Methods: This systematic review included evaluations of interventions that broadly targeted refugees, asylum seekers, or displaced persons as a result of political violence, with a focus on contemporary crises. The following databases were searched: PsychINFO, Pubmed, Web of Science, CINAHL, Eric, as well as the grey literature (e.g., think tank and NGO evaluation reports). Articles were included if they meet the following criteria: 1) experimental or quasi-experimental study design, 2) assessed child mental health and developmental outcomes, including socio-emotional, cognitive, and language outcomes, 3) were published since 2001. Studies were excluded if they did not include a control group or used an individual psychotherapy approach to treating children or their families. PRISMA procedures were followed; two reviewers independently screened all titles and abstracts for inclusion and exclusion criteria, followed by a full text review. Programs were assessed for their overall effectiveness on child outcomes, and comparisons were made between community (e.g., school-based) and parenting programs.
Results: Studies were categorized by type of intervention and delivery target. Results were categorized under eight main categories at three levels: 1) at the child level: mental health outcomes (e.g., depression, anxiety, ptsd), socio-emotional development (e.g., behavioral problems), and cognitive development; 2) at the parent level: mental health outcomes, psychosocial wellbeing (stress, coping), and parenting (e.g., harsh punishment, responsiveness, and stimulation); and 3) at the family level: family functioning and support. The quality of each study was assessed for risk of bias using the Cochrane Risk of Bias Assessment tool for Non-randomized Studies (RoBANS).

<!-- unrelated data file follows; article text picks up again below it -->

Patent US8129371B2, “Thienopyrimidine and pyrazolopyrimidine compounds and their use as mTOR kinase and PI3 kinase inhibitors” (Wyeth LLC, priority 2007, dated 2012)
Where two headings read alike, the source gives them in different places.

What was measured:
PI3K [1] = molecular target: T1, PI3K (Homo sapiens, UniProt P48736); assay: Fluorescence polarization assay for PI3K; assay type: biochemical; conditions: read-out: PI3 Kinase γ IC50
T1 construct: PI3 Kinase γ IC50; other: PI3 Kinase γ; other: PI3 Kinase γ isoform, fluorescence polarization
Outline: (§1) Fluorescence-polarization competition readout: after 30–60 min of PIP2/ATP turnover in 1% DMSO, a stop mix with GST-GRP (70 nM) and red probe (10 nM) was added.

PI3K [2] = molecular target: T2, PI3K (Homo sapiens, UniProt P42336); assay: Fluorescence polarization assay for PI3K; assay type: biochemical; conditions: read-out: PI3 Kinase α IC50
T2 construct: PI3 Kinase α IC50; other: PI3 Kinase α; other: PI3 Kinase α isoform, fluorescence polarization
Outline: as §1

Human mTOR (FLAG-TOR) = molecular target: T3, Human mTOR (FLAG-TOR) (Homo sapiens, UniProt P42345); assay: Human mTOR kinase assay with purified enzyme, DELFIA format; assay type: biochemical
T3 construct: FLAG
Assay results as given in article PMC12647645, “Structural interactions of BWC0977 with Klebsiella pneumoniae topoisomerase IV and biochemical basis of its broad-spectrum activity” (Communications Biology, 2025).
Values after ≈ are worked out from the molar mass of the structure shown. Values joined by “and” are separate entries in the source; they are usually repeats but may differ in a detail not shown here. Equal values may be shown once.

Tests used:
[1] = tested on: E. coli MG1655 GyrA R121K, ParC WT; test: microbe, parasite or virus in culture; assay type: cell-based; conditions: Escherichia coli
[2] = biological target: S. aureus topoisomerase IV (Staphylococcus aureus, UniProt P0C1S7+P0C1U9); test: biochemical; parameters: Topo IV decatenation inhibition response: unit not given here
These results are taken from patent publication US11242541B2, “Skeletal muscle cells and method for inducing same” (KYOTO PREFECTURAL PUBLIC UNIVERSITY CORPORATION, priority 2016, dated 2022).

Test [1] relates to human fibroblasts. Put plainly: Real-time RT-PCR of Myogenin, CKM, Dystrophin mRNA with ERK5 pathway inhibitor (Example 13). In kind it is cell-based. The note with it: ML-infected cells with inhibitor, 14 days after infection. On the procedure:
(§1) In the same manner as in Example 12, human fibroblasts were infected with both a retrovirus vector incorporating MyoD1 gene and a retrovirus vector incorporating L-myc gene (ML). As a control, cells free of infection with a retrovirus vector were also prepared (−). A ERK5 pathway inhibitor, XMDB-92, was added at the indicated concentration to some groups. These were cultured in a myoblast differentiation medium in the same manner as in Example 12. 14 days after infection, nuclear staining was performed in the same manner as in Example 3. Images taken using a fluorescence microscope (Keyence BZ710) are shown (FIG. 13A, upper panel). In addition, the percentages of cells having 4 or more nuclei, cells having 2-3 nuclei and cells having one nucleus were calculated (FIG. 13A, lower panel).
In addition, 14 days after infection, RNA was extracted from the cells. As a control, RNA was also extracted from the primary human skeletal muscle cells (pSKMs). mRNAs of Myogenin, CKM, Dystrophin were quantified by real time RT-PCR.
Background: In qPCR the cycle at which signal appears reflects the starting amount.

Conclusions and Implications: Programs that treat the whole family may be better suited to address mental health problems and the intergenerational effects of trauma. Community and family programs alone, however, may not be intense enough to address the complex issues refugees and their families face. Further research is needed to understand multi-system solutions to address mental health problems in refugee children, and to make up for educational disruptions. Furthermore, research on preventive interventions for children who do not yet display mental health symptoms is warranted.